But at this moment the doctor’s pestle was heard in the silence, with
its continued rhythm. And the victorious Felicite, who was about to
speak, turned her head uneasily, and looked for a moment at the door of
the adjoining chamber. Then, in an undertone, she said:

“Do you know where the key of the press is?”

Clotilde answered only with an artless gesture, that expressed all her
repugnance to betray her master in this way.

“What a child you are! I swear to you that I will take nothing; I will
not even disturb anything. Only as we are alone and as Pascal never
reappears before dinner, we might assure ourselves of what there is in
there, might we not? Oh! nothing but a glance, on my word of honor.”

The young girl stood motionless, unwilling, still, to give her consent.

“And then, it may be that I am mistaken; no doubt there are none of
those bad things there that I have told you of.”

This was decisive; she ran to take the key from the drawer, and she
herself opened wide the press.

“There, grandmother, the papers are up there.”

Martine had gone, without a word, to station herself at the door of the
doctor’s chamber, her ear on the alert, listening to the pestle, while
Felicite, as if riveted to the spot by emotion, regarded the papers. At
last, there they were, those terrible documents, the nightmare that had
poisoned her life! She saw them, she was going to touch them, to
carry them away! And she reached up, straining her little legs, in the
eagerness of her desire.

“It is too high, my kitten,” she said. “Help me; give them to me!”

“Oh! not that, grandmother! Take a chair!”

Felicite took a chair, and mounted slowly upon it. But she was still too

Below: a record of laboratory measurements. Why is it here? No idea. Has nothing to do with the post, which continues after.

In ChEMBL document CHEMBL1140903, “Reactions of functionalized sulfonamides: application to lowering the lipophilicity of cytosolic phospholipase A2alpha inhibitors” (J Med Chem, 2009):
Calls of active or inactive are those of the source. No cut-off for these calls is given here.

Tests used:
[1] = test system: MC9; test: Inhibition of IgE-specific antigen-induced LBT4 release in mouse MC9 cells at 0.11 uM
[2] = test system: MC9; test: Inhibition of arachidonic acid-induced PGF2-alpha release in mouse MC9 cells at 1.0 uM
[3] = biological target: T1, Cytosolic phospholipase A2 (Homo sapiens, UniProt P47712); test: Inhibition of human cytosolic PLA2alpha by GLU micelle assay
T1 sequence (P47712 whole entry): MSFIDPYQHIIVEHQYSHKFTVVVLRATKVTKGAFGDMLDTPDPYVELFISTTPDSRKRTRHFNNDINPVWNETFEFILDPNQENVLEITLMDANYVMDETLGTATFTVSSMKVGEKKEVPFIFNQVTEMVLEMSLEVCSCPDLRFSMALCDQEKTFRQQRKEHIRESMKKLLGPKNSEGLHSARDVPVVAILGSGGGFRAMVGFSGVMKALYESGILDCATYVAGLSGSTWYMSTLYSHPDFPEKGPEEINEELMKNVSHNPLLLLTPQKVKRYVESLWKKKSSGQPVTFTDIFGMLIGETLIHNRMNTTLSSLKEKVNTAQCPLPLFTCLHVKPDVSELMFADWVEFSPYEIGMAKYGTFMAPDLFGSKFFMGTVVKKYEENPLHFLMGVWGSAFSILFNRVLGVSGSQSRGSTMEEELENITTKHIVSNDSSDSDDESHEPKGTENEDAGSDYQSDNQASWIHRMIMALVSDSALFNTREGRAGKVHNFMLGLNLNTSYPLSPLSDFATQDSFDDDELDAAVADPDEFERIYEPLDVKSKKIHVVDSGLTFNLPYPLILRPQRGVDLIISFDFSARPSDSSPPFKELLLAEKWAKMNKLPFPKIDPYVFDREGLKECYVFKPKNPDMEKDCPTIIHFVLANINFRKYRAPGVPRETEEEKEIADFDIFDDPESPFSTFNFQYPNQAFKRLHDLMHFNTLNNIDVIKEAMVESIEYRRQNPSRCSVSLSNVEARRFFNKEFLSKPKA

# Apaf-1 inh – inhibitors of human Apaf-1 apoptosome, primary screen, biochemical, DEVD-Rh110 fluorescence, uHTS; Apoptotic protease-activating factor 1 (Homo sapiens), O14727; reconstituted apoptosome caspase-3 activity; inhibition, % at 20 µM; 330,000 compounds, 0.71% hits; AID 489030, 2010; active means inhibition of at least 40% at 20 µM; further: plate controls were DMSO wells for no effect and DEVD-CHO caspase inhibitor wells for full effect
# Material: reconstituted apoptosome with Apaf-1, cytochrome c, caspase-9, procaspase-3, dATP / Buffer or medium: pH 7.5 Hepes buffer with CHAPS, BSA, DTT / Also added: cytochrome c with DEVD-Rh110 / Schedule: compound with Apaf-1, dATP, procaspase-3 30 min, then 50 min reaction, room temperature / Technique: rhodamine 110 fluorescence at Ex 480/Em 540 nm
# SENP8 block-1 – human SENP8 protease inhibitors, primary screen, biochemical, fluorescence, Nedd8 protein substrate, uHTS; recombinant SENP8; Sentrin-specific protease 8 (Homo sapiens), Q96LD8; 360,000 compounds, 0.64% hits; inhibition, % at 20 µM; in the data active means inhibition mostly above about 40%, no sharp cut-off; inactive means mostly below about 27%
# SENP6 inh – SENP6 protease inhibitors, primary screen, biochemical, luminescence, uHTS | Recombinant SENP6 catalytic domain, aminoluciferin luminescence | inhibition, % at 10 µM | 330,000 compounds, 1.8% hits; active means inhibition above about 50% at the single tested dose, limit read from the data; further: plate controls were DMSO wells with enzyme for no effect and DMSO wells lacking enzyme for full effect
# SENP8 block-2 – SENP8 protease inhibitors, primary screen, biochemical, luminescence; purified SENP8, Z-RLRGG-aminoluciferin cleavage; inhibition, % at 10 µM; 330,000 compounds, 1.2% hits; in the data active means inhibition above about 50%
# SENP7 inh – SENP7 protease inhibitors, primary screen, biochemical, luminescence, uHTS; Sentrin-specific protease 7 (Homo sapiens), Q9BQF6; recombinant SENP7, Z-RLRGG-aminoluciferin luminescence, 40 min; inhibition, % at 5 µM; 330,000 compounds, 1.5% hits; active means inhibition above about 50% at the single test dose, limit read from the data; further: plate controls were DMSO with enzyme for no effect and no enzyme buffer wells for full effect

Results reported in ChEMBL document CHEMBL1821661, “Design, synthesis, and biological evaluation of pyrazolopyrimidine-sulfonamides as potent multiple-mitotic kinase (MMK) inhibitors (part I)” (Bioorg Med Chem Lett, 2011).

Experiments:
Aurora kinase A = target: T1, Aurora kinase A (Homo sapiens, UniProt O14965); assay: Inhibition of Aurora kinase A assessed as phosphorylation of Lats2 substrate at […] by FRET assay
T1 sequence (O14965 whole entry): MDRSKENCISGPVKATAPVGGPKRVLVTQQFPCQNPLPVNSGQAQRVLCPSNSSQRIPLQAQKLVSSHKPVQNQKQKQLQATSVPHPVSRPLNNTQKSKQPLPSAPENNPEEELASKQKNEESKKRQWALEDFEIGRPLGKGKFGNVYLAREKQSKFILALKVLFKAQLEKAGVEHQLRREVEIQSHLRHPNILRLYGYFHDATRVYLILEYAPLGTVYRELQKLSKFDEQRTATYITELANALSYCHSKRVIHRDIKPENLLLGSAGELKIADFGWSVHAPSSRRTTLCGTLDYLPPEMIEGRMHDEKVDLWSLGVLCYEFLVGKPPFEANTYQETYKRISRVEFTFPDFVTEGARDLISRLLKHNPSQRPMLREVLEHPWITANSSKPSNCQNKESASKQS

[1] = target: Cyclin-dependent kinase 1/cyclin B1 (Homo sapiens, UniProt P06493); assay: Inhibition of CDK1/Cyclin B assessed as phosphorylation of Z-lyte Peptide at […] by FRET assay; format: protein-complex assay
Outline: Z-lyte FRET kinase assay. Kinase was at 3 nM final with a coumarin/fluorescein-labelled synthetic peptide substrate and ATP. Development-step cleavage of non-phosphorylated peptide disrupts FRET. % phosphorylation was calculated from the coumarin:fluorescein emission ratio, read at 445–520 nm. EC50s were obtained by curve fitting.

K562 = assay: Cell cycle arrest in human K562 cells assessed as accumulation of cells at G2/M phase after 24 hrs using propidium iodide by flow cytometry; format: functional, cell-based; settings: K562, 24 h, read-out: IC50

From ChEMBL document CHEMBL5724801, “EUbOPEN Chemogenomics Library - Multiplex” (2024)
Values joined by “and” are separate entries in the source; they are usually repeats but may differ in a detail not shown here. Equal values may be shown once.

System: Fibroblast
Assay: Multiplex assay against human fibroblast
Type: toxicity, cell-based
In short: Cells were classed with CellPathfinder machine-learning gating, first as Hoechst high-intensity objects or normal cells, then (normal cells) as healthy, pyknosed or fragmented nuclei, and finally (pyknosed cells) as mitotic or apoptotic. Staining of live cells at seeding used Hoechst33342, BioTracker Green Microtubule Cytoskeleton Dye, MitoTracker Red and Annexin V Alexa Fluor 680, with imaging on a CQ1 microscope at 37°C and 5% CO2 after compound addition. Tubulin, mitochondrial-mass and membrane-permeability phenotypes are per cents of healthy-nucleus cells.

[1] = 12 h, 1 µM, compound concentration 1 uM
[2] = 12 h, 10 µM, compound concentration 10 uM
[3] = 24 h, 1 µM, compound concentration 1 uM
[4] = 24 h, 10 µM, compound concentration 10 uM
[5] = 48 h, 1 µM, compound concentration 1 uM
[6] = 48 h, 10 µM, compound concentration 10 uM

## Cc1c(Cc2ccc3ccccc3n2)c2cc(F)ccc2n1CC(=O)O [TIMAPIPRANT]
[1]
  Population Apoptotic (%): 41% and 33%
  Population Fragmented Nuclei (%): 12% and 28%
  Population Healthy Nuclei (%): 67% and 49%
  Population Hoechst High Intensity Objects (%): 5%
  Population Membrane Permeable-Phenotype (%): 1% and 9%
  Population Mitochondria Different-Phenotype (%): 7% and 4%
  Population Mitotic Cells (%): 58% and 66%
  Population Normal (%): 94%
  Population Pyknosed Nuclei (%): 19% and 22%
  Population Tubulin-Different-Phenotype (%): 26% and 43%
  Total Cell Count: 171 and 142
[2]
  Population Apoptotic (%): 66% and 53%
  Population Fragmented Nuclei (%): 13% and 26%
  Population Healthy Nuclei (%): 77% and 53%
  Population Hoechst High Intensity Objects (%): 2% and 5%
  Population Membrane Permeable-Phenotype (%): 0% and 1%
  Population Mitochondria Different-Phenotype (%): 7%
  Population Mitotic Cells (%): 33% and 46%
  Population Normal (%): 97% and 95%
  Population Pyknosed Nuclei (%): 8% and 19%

short. By an extraordinary effort she raised herself, lengthening her
stature until she was able to touch the envelopes of strong blue paper
with the tips of her fingers; and her fingers traveled over them,
contracting nervously, scratching like claws. Suddenly there was a
crash--it was a geological specimen, a fragment of marble that had been
on a lower shelf, and that she had just thrown down.

Instantly the pestle stopped, and Martine said in a stifled voice:

“Take care; here he comes!”

But Felicite, grown desperate, did not hear, did not let go her hold
when Pascal entered hastily. He had supposed that some accident had
happened, that some one had fallen, and he stood stupefied at what he
saw--his mother on the chair, her arm still in the air, while Martine
had withdrawn to one side, and Clotilde, very pale, stood waiting,
without turning her head. When he comprehended the scene, he himself
became as white as a sheet. A terrible anger arose within him.

Old Mme. Rougon, however, troubled herself in no wise. When she saw that
the opportunity was lost, she descended from the chair, without making
any illusion whatever to the task at which he had surprised her.

“Oh, it is you! I do not wish to disturb you. I came to embrace
Clotilde. But here I have been talking for nearly two hours, and I must
run away at once. They will be expecting me at home; they won’t know
what has become of me at this hour. Good-by until Sunday.”

She went away quite at her ease, after smiling at her son, who stood
before her silent and respectful. It was an attitude that he had long
since adopted, to avoid an explanation which he felt must be cruel, and
which he had always feared. He knew her, he was willing to pardon her
everything, in his broad tolerance as a scientist, who made allowance
for heredity, environment, and circumstances. And, then, was she not
his mother? That ought to have sufficed, for, in spite of the frightful
blows which his researches inflicted upon the family, he preserved a
great affection for those belonging to him.

When his mother was no longer there, his anger burst forth, and fell
upon Clotilde. He had turned his eyes away from Martine, and fixed them
on the young girl, who did not turn hers away, however, with a courage
which accepted the responsibility of her act.

“You! you!” he said at last.

He seized her arm, and pressed it until she cried. But she continued
to look him full in the face, without quailing before him, with
the indomitable will of her individuality, of her selfhood. She was
beautiful and provoking, with her tall, slender figure, robed in
its black blouse; and her exquisite, youthful fairness, her straight
forehead, her finely cut nose, her firm chin, took on something of a
warlike charm in her rebellion.

“You, whom I have made, you who are my pupil, my friend, my other mind,
to whom I have given a part of my heart and of my brain! Ah, yes! I